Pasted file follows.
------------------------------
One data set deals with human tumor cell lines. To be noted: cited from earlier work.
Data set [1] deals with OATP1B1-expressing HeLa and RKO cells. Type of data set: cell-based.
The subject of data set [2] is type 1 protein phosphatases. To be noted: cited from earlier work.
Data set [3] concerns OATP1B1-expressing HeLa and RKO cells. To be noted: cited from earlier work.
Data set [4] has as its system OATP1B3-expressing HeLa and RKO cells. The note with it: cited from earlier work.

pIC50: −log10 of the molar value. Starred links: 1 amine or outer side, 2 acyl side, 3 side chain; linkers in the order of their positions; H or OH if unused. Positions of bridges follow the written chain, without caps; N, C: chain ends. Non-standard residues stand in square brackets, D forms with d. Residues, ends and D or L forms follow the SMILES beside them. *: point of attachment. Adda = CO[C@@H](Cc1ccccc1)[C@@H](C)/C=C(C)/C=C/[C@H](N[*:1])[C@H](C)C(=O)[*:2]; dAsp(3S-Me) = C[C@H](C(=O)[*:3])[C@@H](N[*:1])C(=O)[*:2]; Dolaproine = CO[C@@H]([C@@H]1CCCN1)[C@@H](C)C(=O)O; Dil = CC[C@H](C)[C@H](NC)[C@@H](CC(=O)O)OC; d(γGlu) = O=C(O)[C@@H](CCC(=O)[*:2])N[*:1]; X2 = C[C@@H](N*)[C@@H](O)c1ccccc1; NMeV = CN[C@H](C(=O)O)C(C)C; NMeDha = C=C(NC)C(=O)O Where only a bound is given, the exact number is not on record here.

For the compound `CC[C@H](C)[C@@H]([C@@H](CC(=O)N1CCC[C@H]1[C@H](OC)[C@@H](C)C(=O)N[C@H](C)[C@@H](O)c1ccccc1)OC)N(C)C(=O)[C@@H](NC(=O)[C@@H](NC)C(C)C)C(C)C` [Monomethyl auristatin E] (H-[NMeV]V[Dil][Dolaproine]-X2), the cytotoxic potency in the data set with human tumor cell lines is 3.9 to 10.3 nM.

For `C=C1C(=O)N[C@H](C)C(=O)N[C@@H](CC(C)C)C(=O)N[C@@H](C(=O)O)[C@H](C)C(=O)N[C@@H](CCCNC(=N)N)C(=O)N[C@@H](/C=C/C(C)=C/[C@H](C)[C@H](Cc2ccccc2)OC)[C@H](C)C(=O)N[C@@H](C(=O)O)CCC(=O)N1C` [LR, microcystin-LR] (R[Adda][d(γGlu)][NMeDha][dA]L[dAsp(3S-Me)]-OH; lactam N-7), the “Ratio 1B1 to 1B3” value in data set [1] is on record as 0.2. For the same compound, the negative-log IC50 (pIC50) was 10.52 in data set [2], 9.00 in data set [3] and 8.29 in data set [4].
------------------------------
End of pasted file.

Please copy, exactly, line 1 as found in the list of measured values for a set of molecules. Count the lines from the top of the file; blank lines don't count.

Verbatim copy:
One data set deals with human tumor cell lines. To be noted: cited from earlier work.